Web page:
'Internet of things' can boost US manufacturing might
The false promise of 'municipal broadband' networks
America's thirst for better and faster Internet is insatiable. Like a Kardashian seeking publicity, no matter how much we get, the quest for more never really ends.
Some local governments have been tempted to try and meet this demand themselves - by building and operating broadband networks of their own, leveraging existing public infrastructure and rights of way and hoping to generate economies of scale and bring new (government subsidized) competition to broadband.
The problem is - building and operating broadband networks is expensive and complex. They need to be rebuilt and updated almost continually to stay ahead of the breakneck pace of innovation in this space and the constantly spiraling demand for higher and higher speeds online. And cities that come into this space are generally competing with multiple commercial wired and wireless providers - this is a business totally unlike the monopoly utility water or electric systems that municipalities have historically run.
As a result, civic horror stories like the failed iProvo network that cost the city $39 million to build but was ultimately sold to Google for $1 dollar are legion. Indeed, according to new data, over half of these municipal fiber systems fail to bring in enough revenue to cover their ongoing operating costs, bleeding red ink every day they operate and falling further and further into debt. These bad investments crowd out other needs and, in the worst case, can put a city's financial solvency at risk - Burlington, Vermont's excessive borrowing to keep the municipal network afloat caused Moody's to downgrade the city's credit rating six levels to nearly junk bond status.
And even those systems that nominally turn an operating profit put the sponsoring cities under enormous economic strain. The latest data found that only 20 of the major municipal fiber systems currently operating report their financials separately from electric power. Of those 20, only two bring in enough revenue to recover construction costs before the networks become obsolete in 40 years. The rest won't be paid off for decades after they become useless - or even centuries!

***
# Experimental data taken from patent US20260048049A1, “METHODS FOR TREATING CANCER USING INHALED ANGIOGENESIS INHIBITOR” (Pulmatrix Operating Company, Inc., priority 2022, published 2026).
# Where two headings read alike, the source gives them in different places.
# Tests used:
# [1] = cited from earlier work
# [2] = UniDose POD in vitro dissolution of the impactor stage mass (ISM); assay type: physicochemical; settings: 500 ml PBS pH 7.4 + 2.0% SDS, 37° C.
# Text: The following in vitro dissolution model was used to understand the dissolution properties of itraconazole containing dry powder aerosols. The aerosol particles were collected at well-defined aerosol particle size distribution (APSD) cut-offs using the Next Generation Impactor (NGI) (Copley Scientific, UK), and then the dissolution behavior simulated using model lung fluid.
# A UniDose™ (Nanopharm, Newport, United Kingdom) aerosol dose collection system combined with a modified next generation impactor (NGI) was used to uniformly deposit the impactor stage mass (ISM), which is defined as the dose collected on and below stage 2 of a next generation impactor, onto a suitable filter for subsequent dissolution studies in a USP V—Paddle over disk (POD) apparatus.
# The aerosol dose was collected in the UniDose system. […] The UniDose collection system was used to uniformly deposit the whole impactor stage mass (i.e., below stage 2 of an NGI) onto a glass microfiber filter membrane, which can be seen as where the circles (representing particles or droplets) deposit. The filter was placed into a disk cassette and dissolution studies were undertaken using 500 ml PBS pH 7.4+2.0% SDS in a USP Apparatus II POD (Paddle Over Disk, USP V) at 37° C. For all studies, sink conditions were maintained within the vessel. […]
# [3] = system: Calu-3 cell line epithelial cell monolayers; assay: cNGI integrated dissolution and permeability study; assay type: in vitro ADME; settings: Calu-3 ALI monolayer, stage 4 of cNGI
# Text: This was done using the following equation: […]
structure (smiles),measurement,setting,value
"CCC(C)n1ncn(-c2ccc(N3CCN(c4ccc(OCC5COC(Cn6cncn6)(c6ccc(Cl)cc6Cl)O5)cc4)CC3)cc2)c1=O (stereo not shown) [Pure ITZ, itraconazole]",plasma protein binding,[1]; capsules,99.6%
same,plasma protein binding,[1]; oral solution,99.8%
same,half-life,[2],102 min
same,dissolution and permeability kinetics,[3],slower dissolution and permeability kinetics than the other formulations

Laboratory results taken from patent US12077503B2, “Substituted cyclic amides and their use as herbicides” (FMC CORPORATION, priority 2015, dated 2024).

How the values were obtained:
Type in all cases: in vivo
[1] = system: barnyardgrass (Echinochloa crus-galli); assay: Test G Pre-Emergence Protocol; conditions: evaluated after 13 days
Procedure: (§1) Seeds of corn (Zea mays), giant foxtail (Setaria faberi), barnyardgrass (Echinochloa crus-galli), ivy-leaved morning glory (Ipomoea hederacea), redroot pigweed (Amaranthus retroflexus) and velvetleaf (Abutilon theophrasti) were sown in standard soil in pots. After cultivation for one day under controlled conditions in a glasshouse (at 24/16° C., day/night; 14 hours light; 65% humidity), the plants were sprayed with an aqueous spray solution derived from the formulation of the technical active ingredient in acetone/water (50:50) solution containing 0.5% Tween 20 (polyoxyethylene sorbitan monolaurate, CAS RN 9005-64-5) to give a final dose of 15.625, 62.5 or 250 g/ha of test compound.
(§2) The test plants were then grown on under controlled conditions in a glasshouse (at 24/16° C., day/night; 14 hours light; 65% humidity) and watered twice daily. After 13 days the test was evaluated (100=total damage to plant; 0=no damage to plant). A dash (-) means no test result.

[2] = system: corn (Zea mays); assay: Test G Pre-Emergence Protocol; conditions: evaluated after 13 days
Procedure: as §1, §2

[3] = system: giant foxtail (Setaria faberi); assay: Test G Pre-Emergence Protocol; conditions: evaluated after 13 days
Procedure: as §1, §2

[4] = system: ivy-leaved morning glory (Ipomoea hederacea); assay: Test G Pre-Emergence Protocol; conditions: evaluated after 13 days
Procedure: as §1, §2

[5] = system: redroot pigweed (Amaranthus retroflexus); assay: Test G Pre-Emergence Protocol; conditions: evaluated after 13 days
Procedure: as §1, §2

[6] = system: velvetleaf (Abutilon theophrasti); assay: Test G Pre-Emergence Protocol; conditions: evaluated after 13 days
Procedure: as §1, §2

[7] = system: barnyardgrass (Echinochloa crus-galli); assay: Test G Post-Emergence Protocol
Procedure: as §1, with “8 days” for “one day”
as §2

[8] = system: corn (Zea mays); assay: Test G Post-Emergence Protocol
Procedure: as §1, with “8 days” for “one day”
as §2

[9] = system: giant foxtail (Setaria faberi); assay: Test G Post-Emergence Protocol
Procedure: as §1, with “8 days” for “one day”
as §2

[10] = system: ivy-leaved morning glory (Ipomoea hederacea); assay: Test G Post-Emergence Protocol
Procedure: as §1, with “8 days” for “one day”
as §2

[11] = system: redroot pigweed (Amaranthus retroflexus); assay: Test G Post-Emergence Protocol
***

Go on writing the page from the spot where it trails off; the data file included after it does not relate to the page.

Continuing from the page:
This should come as no surprise. The cable and telephone companies that have built out the existing private Internet have spent over $1.5 trillion to do so. And by all reports they must keep spending to offer higher and higher speeds and support new technologies including the massive shift to mobile and wireless access that is currently underway. Communities launching networks of their own are biting off a big job and one that is never really "finished."
San Francisco - a city with more than 8 different providers offering high-speed service including fiber, cable, wireless, and satellite, plus the 4 major mobile carriers - may be about to make the municipal broadband mistake under the leadership of San Francisco Supervisor, Mark Farrell. For any kind of low-income difficulties, there are methods far more connection and cost effective to pursue than building out an entire fiber broadband network with massive future investment costs. Hopefully, they will examine this newly available data that clearly shows the costs outweigh the benefits and rethink their strategy.
We have known for some time that communities trying to decide whether broadband is a good investment face a tough decision - especially in a world of competing demands on limited civic funds where spending on broadband means NOT spending on something else that is likely just as vital. A risk that is magnified given the scope of these projects - the upfront build out costs of these systems are so high that, when they fail, it saddles communities with debt for years, or even decades.
Critics point that this kind of nuts and bolts economic analysis doesn't account for other benefits cities might receive from running government broadband systems. Some communities have tried to leverage the "buzz" associated with this kind of high tech investment into good PR and hoped to attract new investment and jobs.
But there is little hard evidence of these purported ripple effects. Chattanooga, Tennessee - or "Gig City" as it's PR team has dubbed it - is often cited as a poster child for municipal broadband networks and has claimed that investing in municipal fiber has helped bring the unemployment rate down from over 7 percent to 4.1 percent. The problem is, unemployment in Tennessee cities that did not spend on costly fiber networks fell even further during the same time.
And ultimately, even if proponents of government run broadband can identify (or spin) rare success stories, the fact remains that the bulk of these programs have failed to deliver major new development and have put serious economic strain on the sponsoring communities.
At a time when most communities face huge unmet needs for roads, bridges, water, and electric systems, spending scarce taxpayer dollars on government Internet might be good PR, but it seems like risky economics.
The views expressed by contributors are their own and are not the views of The Hill.